How do lightning and electrical switching events affect my electronic systems?
Lightning simply striking the ground injects a huge current of up to 200,000A into the ground.
This current flows away from its point of entry into the ground. It does this through the most readily available conductive medium, the ground itself (soil, rock etc). However, the earth terminations and electrical cables of electronic installations are often better conductors of current than the ground itself.
This resulting current flows through the earth, neutral and phase conductors, as well as data lines which are connected to buildings further away. It flows through the electronics and electrical systems of the buildings closest to the strike point. As it does so, devastating transient voltages appear, causing damage to sensitive electronic equipment.
Inductive (Magnetic) Coupling
The building may have structural lightning protection, but if data and power cables inside the building are routed close to a lightning down conductor, any lightning strike to the building will cause current to flow through the down conductors, resulting in an electromagnetic field that will induce transient voltages in the buildings internal power and data cables. The same can happen in an unprotected building too, the lightning current from a direct strike now finds its path to earth through the building’s structure (reinforcing bars, steel columns etc) as well as internal pipework, cables and conduits.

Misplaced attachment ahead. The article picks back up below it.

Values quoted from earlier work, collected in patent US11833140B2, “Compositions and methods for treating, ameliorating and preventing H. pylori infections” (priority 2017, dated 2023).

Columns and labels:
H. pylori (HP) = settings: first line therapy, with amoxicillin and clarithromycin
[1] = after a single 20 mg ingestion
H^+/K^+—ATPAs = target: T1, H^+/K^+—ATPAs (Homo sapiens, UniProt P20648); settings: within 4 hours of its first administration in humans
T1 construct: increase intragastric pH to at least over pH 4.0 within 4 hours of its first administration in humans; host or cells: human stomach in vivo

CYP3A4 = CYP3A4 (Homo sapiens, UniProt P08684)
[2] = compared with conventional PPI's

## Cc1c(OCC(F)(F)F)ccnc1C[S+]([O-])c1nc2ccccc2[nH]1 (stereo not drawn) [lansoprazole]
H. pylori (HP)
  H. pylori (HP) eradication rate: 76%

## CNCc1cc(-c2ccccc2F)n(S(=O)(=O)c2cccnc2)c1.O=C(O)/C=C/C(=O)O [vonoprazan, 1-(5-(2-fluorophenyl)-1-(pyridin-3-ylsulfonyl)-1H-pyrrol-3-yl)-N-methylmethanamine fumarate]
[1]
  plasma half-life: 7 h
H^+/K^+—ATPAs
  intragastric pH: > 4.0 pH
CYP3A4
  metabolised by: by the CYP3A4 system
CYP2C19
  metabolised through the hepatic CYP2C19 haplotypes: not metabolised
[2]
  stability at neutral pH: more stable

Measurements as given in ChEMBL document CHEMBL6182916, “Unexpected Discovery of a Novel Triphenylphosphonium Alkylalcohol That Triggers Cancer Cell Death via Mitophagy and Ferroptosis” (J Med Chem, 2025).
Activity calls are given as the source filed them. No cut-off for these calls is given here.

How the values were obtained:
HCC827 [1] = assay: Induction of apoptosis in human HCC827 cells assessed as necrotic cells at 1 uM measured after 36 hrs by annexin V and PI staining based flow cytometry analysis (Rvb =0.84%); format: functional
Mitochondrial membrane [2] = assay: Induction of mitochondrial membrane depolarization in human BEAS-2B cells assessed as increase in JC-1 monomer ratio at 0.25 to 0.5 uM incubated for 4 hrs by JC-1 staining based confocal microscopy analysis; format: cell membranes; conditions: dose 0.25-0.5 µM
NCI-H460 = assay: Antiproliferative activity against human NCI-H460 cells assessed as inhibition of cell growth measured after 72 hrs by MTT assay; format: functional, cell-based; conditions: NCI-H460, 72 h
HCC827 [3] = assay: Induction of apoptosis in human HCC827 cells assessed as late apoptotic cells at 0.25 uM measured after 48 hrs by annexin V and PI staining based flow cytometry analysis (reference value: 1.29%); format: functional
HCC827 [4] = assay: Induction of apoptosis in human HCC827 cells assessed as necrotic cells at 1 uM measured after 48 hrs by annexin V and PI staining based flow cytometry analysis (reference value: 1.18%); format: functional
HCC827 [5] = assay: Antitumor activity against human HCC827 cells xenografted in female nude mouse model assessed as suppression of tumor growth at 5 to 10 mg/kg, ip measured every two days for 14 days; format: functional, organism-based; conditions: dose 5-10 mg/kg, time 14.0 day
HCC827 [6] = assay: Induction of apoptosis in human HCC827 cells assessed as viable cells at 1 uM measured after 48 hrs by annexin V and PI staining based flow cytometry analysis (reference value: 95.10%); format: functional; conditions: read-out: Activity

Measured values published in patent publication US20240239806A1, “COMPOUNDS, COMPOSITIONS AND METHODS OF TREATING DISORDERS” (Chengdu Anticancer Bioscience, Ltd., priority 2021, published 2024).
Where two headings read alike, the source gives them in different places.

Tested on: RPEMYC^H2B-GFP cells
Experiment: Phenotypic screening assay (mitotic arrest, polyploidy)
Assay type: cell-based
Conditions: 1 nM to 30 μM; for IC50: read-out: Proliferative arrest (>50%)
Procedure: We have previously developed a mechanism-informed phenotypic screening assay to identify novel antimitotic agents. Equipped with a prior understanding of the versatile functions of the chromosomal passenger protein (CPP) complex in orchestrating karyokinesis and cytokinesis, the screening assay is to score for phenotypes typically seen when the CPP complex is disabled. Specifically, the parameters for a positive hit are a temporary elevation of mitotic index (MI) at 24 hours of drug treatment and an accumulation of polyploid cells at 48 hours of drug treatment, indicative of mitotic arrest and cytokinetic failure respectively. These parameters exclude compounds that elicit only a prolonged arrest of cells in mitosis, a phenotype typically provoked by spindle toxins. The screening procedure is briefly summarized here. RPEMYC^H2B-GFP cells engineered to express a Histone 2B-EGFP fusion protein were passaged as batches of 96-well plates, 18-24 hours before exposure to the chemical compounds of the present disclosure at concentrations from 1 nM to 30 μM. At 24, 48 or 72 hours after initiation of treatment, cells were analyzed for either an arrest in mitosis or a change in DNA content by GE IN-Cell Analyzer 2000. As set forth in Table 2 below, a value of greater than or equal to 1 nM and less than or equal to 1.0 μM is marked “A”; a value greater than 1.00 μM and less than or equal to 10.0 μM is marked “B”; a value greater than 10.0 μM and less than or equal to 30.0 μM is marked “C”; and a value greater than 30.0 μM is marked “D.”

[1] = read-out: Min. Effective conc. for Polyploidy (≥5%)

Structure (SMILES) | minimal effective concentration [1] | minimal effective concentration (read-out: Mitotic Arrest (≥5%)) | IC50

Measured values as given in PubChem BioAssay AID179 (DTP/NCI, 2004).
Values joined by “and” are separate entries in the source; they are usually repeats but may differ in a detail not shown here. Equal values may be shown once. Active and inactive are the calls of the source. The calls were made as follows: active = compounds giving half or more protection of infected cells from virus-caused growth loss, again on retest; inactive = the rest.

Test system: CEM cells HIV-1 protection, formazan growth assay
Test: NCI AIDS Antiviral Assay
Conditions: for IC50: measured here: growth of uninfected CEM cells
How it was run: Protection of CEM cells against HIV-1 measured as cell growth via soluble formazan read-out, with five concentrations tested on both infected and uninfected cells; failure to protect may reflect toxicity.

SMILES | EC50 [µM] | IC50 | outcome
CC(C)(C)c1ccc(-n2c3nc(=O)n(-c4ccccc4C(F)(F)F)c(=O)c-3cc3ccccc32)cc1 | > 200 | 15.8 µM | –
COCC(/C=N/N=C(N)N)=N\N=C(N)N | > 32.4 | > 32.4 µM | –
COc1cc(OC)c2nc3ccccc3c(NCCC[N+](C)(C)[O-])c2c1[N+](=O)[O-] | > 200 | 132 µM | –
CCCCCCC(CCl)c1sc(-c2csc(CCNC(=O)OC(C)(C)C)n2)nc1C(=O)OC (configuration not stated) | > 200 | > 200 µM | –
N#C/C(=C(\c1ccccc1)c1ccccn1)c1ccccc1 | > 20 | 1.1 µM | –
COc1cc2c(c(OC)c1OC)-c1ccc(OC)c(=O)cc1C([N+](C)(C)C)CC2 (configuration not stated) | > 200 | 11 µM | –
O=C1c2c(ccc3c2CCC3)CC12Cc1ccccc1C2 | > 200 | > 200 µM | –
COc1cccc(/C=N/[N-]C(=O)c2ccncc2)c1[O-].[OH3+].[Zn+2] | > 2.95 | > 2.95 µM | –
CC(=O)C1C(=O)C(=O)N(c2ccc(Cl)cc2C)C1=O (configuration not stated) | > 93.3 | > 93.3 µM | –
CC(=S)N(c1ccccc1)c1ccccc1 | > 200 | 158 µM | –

Similarly, cloud to cloud lightning discharges can induce transients in overhead power, data and telephone lines. This is because lightning is a massive discharge of current. When a current flows it creates an electromagnetic field and cables passing through this field have a voltage induced on them.
If an HV power line is struck directly by lightning, it will flashover to earth with one line flashing over before the others, creating a line to line transient that easily passes through supply transformers to reach electronic systems.
We have already established that when a current flows through a conductor it creates a magnetic field.
This field stores energy, higher currents and long lengths of conductor create more stored energy. When the current flowing along a conductor (the power supply) is switched off, the energy in the magnetic field is released in the form of a transient which can then flow through unprotected electronic equipment.
Switching events are commonplace. Inductive loads such as motors, transformers, electrical drives, large banks of lighting, industrial process equipment and so on are all sources of switching events.